As I mentioned briefly in a previous post, my home server is in desperate need of an update. Last weekend I took the plunge and bought the hardware necessary to build a replacement.
I don’t need anything especially powerful – the chief function of this device is as network-attached storage – but I do want room to grow and do things with this new server that weren’t possible with the hacked pogoplug device I was using previously.
I bought a Celeron-powered Intel NUC, a 750gb harddrive, 8gb of RAM and an 8gb USB drive. My intent was to use the 8gb drive as the boot device, keeping the harddrive entirely free for storage purposes.
I chose the Intel NUC primarily because of its small size and low power consumption (it uses a particularly small amount of electricity with the Celeron processor in the model I opted for). I’m a big fan of this platform though, and when the time comes to replace the media-centre PC that lives underneath the TV in our living room I will probably buy another one of these. That said, the platform is not not without its problems. Read on, to learn how I set mine up.
First things first is hardware installation, and this was especially simple. You remove four screws from the base of the computer and the lid slides off. Inside you’ll find a metal chassis for the 2.5” HDD, and you lift that out to revel the motherboard.
In my model of NUC there’s a single SODIMM slot for the RAM, so I slotted that in. Next up is the HDD itself. The chassis includes brackets to hold the drive in place and the power and data connectors are already positioned. The drive just slots in, and you insert a couple of screws to hold it in place.
And that’s really all there is to it! You put the cover back on, and tighten the four screws on the base of the unit. Done.
The first thing to do is update the system’s BIOS, and this really is an essential step. This thing comes with Intel’s visual BIOS, and the version it ships with has some issues.
Updating isn’t difficult: Head on over to Intel’s website, download the latest firmware and put it on a USB drive, boot into the BIOS and hit F7.
Even with the latest version installed, the BIOS is where this thing falls down, in my opinion. If you’re planning on installing Windows 7 or 8 on this thing then you probably won’t run into any problems. My plan was to install an alternate OS though, and I ran into a whole bunch of issues. I believe this was because of bugs in the BIOS and its implementation of EFI, but I don’t know enough to say this for sure.
My plan was to install vSphere Hypervisor and use this thing to host a couple of virtual servers. vSphere has a hardware compatibility list and none of my hardware is on it, but I’d done some reading and learned that I could slipstream drivers for the HDD and network card into the install. Nevertheless, I never did manage to install vSphere – the install just froze every time and I couldn’t get through it no matter what I tried.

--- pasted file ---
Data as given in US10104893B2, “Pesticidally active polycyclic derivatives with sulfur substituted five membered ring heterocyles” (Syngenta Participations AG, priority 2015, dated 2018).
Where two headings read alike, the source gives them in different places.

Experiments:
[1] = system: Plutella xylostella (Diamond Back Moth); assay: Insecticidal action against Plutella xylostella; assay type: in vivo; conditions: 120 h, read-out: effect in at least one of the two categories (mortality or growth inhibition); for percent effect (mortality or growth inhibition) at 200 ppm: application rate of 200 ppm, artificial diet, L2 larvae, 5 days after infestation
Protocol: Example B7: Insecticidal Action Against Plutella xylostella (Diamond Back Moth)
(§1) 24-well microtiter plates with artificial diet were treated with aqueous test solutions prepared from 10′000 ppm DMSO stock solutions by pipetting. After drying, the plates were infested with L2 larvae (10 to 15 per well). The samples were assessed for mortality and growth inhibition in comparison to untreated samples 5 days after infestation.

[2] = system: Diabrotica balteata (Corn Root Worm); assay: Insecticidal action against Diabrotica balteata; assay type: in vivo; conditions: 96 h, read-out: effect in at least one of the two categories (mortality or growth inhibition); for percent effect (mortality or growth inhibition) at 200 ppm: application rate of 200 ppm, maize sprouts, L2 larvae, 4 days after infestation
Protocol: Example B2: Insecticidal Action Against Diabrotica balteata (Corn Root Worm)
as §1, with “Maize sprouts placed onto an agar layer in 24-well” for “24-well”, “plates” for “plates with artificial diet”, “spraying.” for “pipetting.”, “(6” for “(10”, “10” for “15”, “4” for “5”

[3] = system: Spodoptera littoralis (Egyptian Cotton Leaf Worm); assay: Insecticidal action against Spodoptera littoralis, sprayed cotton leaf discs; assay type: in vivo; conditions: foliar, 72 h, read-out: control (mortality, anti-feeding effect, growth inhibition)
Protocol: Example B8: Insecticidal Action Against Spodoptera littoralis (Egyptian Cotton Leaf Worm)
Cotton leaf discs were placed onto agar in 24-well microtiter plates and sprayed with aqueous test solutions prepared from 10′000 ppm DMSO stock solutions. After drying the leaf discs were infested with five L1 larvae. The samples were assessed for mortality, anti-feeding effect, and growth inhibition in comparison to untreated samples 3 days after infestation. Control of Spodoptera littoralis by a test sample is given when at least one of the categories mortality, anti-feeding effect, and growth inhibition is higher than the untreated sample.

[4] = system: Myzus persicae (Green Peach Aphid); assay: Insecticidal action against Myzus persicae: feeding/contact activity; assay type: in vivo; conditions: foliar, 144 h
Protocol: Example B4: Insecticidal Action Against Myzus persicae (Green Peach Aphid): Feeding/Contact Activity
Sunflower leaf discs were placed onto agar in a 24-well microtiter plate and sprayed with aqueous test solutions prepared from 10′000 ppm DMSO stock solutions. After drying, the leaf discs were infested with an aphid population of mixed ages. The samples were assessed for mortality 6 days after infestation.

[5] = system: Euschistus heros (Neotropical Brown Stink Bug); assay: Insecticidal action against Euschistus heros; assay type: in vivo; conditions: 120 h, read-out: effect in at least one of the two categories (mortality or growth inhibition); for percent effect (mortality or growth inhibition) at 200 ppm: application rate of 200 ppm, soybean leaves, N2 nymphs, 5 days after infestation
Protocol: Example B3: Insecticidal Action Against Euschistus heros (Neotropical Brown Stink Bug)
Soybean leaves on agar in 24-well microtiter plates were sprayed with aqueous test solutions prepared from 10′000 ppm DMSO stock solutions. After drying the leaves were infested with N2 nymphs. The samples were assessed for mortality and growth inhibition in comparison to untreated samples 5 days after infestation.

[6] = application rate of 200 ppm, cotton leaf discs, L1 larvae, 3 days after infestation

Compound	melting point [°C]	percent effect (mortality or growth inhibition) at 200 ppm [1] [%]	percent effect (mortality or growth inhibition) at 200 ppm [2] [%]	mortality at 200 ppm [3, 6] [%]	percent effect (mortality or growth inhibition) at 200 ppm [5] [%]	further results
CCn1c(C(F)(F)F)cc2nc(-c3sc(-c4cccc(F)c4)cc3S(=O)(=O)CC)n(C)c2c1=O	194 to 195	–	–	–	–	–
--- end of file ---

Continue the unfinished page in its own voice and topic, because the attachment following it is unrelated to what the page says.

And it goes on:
The next hypervisor I tried was Proxmox VE. The install completed just fine, but I couldn’t get the server to boot. While the problems I had with vSphere may well have been in relation to my use of unsupported hardware, I firmly believe my problems installing Proxmox were related to the BIOS, or at least an incompatibility between the EFI implementation in Proxmox’s version of the Linux kernel and the BIOS’ EFI implementation. I never did manage to get this working either, except for briefly with a cludgy workaround involving booting from a live-CD and entering the relevant commands to make GRUB boot the OS installed on the HDD instead.
After a day of frustration and failed attempts to install an OS, I moved on to my third VM hypervisor, oVirt. With vSphere’s proprietary solution the OS and the hypervisor are closely intertwined. It’s possible to install Proxmox on top of an existing Debian install, but it’s not the recommended way of doing things and the process seems complex. oVirt, by contrast, seems to have been designed to be installed on top of an installation of CentOS. An all-in-one install image is offered, but after the previous day’s failures I didn’t even bother with this – I did a (successful!) minimal install of CentOS and then used the yum package manager to add oVirt on top.
With the hypervisor up and running, I used the web-interface to install Ubuntu Server into one VM and Windows Server 2008 into another. I plan on adding two more virtual machines, one Linux and one Windows, for testing and playing around.